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I am taking a linear algebra course and we have come across the inner product of two functions. The textbook by Anton defines it as:

$\int_{a}^{b} f(x)g(x) dx$

I understand this is handy, as it obeys the necessary axioms. I have also looked at this question. However, I am still confused why the textbook called this inner product the inner product. Is this the only inner product for functions?

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    $\begingroup$ It's not the only inner product but it is the usual one. In fact the usual inner product is not the only inner product on $\mathbb{R}^n$ either. $\endgroup$ – Ethan Bolker Apr 7 '16 at 23:40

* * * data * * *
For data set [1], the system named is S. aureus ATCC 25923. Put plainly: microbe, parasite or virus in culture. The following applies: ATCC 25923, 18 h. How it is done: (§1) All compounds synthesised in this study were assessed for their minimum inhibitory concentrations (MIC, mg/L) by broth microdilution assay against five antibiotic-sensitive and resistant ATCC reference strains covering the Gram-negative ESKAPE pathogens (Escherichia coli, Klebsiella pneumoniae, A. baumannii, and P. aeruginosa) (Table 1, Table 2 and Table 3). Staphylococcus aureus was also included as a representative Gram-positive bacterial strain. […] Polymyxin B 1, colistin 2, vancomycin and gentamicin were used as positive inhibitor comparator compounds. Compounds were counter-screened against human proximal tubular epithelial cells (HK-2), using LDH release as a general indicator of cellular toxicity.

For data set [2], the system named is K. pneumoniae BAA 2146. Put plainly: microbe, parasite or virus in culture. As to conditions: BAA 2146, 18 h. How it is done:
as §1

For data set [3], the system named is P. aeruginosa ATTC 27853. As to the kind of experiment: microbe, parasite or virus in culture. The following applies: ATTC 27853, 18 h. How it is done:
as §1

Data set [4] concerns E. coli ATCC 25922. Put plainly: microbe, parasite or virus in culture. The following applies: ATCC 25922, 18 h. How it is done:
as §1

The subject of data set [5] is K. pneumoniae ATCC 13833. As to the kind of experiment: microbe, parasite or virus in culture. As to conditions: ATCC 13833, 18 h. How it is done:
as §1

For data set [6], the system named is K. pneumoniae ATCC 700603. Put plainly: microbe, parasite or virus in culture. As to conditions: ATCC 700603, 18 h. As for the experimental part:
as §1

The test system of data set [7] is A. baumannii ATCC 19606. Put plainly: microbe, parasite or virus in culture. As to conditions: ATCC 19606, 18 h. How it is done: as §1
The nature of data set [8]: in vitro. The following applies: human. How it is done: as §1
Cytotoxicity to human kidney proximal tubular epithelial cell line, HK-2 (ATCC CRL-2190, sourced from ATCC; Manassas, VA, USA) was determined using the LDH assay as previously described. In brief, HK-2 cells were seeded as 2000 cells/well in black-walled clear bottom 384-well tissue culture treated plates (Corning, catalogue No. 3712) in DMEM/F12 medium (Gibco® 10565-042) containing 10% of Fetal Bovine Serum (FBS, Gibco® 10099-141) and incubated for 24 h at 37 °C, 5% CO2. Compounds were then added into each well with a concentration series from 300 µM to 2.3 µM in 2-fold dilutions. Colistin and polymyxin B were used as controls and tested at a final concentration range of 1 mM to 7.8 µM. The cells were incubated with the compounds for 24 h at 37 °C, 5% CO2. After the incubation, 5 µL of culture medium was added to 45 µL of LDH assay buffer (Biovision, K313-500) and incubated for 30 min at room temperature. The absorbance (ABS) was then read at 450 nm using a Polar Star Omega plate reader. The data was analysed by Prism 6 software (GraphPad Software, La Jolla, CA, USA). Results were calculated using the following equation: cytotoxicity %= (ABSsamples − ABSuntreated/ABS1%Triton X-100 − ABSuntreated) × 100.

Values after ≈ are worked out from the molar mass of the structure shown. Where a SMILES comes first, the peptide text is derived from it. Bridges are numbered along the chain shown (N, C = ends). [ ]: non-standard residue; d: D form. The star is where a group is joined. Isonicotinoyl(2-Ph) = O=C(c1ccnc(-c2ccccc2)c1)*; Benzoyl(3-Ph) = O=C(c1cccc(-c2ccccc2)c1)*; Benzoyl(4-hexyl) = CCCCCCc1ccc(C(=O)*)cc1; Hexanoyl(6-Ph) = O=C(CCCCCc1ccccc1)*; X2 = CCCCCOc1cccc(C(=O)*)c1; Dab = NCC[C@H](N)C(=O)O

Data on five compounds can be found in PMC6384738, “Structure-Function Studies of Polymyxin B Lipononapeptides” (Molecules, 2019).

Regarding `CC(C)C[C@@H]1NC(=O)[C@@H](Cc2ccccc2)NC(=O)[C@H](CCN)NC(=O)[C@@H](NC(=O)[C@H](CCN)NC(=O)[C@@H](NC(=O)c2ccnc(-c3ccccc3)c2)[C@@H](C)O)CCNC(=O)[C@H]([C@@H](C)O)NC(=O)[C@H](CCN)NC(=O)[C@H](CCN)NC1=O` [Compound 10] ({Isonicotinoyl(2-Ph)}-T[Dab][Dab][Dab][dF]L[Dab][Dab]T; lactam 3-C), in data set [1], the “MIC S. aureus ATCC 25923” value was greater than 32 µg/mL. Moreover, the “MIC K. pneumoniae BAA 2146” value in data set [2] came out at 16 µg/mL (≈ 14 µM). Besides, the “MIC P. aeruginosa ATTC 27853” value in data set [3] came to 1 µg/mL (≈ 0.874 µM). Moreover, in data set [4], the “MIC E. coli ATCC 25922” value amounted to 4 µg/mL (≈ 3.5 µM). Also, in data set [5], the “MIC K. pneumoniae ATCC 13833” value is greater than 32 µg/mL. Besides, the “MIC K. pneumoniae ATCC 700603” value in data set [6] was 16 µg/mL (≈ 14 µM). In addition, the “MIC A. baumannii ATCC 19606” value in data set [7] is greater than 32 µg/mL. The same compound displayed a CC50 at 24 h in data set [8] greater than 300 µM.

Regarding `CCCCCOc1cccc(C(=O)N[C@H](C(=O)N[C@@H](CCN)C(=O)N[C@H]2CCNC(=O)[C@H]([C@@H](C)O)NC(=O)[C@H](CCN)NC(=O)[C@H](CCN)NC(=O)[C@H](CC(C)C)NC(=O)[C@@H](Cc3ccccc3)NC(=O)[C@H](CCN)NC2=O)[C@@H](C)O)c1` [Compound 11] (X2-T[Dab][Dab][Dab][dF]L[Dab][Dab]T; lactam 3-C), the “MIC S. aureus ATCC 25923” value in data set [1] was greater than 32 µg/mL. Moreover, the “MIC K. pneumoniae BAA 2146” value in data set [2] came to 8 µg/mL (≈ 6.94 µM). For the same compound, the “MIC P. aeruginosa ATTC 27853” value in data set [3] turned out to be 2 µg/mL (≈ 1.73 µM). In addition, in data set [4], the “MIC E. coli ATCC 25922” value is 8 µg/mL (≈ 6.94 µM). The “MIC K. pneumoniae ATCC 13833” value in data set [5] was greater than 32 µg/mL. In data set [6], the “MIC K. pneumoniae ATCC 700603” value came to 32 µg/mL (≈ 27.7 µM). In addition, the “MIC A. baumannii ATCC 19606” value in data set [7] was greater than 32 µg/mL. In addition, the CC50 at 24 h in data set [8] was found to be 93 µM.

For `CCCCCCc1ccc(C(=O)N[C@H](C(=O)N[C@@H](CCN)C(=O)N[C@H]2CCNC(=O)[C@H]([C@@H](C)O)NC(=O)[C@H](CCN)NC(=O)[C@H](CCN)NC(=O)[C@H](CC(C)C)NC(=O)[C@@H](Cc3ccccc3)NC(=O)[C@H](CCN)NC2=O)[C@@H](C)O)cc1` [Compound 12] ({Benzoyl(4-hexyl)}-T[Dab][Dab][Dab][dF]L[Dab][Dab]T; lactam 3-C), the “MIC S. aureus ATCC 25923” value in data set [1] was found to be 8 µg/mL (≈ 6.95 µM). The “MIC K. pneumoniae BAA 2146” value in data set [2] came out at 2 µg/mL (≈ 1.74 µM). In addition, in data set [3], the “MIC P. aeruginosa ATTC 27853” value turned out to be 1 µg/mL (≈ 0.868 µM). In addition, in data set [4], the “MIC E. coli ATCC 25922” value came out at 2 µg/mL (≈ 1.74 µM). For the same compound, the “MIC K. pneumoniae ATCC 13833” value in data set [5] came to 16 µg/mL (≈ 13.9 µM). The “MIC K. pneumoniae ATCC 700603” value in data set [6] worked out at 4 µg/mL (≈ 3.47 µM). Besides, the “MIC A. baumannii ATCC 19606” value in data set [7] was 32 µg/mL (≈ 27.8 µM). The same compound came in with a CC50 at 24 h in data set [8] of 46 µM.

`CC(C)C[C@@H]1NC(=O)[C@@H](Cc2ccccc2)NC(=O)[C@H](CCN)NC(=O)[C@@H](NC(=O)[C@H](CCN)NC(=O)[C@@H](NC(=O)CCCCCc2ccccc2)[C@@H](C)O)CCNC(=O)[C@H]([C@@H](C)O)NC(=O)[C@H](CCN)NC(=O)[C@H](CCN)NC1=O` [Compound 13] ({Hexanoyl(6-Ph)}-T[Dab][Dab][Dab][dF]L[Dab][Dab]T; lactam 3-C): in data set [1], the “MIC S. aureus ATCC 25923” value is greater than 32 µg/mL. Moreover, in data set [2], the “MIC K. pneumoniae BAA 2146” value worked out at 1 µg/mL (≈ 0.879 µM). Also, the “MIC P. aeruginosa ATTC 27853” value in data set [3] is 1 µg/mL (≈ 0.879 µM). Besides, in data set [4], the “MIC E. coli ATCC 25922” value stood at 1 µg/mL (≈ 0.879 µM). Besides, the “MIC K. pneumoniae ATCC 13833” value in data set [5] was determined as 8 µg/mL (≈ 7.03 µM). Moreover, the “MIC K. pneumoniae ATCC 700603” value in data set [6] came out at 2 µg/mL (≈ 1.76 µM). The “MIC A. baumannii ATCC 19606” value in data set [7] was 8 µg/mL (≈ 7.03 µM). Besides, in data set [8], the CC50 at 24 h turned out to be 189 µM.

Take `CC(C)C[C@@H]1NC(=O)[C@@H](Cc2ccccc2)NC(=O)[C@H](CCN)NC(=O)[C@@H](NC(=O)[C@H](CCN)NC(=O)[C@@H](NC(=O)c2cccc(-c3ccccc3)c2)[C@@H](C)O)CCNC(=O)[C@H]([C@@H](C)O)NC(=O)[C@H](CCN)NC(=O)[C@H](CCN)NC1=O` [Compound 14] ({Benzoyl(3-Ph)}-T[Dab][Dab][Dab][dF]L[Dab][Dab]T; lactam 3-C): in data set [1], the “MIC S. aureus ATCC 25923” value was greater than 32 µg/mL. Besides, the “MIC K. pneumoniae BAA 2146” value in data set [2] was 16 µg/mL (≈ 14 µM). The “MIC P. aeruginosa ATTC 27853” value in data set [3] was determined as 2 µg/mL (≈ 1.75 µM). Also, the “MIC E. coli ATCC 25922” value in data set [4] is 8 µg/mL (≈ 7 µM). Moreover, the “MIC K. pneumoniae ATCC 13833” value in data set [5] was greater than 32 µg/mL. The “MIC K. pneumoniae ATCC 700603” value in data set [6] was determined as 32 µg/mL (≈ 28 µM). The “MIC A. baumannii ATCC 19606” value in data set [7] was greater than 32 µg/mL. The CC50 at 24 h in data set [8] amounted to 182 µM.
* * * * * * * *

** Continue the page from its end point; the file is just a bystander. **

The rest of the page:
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It is not the only inner product on functions. For example, $$\langle f,g\rangle=\int_a^bf(x)g(x)e^{-x^2}\,dx$$ is also an inner product. There are many, many ways we can construct inner products of functions. Probably your textbook means that this is the inner product the author(s) will use throughout the book.

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